I used to feel pretty good about myself, until I found out about Nathan Barry. Nathan published a design eBook too, but not only did he make more than twice as much as me, he also did it in half the time! How Nathan Barry and I Sold $39k Worth of eBooks (II) Last week Nathan Barry and I took you behind the scenes of our profitable eBooks, talking about validating the idea, writing consistently, design software, and pricing.
Today in part 2 we talk about marketing, testimonials, and getting traffic, and in my opinion this part is even better than the first one. Enjoy! Nathan is also preparing a video course on designing with CSS3. If you want to quickly catch up on the topic you should definitely check it out. Designing the Perfect Landing Page Sacha: Let’s talk a bit about the landing page and how you designed yours, how I designed mine. Nathan: The first thing I should say is that my page… for anybody who wants to find it as they’re looking, it’s nathanbarry.com/app-design-handbook, which is probably longer than it needs to be. That’d be like selling a product purely based on the features. But, you don’t want to sell products based on the physical features of them. Self-publishing a book, Part 1: Why and How « Lennart Regebro: Python, Plone, Web. Nobody that reads this blog can have missed that I’ve written a book and self-published it.
It’s been a long and interesting journey, and I think I should share some of the experience. The book started out of necessity. Not mine, but the community’s. Self-publishing a book, Part 2: My tool chain « Lennart Regebro: Python, Plone, Web. As a Python programmer, I’m of course biased towards tools that are written in Python or by Pythonistas or at least feel “Pythonic”.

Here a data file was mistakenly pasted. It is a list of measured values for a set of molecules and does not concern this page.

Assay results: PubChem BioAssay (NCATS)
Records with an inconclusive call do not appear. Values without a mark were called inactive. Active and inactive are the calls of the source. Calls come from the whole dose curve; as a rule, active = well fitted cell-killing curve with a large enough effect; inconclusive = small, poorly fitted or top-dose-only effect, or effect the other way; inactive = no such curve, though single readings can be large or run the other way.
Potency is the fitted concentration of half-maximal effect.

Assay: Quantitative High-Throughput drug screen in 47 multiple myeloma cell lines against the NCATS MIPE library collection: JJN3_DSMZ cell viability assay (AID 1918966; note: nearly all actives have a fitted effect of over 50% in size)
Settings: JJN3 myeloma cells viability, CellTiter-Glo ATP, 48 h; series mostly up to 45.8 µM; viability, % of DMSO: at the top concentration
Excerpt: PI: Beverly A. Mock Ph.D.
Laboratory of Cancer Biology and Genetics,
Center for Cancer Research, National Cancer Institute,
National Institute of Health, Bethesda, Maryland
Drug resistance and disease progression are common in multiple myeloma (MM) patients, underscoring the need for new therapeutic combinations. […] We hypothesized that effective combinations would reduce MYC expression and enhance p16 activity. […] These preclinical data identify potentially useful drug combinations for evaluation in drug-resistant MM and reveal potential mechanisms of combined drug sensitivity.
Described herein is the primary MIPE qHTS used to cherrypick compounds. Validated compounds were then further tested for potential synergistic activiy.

I also had a set of requirements: The tool chain had to somehow support testing all or almost all the code.It had to be able to produce some sort of print-ready format, which in practice means PDF.Being able to make HTML would be an added bonus, as I wanted the option to make a website out of the book. The obvious choice to write this book was therefore to use ReST, and Sphinx to generate PDF/HTML from that. Sphinx goes via LaTeX to generate the PDF and writing it directly in LaTeX would have been an option, it’s used for a lot of technical documentation. But I didn’t feel like learning LaTex, and I didn’t know how good the LaTeX to HTML tools were. First problem: Testing the code The “canonical” way to test ReST code is to write it as doctests and then run the ReST source code with a testrunner.
Second problem: LaTeX Third problem: Fonts The tool chain. Self-publishing a book, Part 3: Editing and Reviewing « Lennart Regebro: Python, Plone, Web. Part 1: Why and HowPart 2: My tool chain When you use a major publisher, you’ll get an editor that is responsible for making the book a good book.
But when self-publishing, the one responsible for the outcome is you. There are several areas of responsibility that normally fall on the editor even if the editor doesn’t do it him/herself. Kicking the author Making sure the book gets done is the major role that typically falls to the editor. Spell/grammar checking Making sure the language is spelled correctly and uses good grammar helps avoid the readers getting hung up on small errors. Reviewing.